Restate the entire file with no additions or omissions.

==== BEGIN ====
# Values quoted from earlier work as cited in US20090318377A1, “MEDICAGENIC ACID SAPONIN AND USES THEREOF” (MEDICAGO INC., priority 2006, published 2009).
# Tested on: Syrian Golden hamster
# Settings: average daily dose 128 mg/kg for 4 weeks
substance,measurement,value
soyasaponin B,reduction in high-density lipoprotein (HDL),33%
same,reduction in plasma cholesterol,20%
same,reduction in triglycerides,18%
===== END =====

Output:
# Values quoted from earlier work as cited in US20090318377A1, “MEDICAGENIC ACID SAPONIN AND USES THEREOF” (MEDICAGO INC., priority 2006, published 2009).
# Tested on: Syrian Golden hamster
# Settings: average daily dose 128 mg/kg for 4 weeks
substance,measurement,value
soyasaponin B,reduction in high-density lipoprotein (HDL),33%
same,reduction in plasma cholesterol,20%
same,reduction in triglycerides,18%